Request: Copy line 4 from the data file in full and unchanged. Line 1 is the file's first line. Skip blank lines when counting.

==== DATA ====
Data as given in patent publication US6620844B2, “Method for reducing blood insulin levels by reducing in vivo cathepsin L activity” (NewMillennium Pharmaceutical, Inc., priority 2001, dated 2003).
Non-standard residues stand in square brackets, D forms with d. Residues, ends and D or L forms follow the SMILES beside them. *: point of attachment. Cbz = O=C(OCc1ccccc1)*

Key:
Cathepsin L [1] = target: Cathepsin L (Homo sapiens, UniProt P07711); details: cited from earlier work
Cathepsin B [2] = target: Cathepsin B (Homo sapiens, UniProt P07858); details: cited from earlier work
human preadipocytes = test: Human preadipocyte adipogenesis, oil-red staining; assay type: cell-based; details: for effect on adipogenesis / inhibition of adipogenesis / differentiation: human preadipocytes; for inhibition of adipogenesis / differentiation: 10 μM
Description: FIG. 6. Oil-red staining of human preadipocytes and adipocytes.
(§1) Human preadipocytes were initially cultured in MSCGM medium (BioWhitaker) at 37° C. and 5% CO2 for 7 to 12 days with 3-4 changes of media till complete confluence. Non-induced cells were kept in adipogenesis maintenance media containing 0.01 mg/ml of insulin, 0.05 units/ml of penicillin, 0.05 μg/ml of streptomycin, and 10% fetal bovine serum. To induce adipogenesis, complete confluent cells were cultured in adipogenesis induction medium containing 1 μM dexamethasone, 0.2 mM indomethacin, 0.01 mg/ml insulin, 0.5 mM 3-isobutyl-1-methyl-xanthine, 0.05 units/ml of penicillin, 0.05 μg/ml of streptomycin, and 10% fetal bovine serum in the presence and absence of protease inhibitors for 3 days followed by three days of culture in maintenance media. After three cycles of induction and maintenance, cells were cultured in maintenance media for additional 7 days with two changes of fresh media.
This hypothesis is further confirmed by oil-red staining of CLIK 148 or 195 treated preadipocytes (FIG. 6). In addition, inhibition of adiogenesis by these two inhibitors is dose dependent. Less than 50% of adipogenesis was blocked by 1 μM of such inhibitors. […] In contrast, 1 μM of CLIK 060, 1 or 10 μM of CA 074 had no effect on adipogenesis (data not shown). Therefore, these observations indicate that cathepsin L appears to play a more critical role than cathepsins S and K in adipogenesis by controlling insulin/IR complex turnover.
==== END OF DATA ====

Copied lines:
Cathepsin L [1] = target: Cathepsin L (Homo sapiens, UniProt P07711); details: cited from earlier work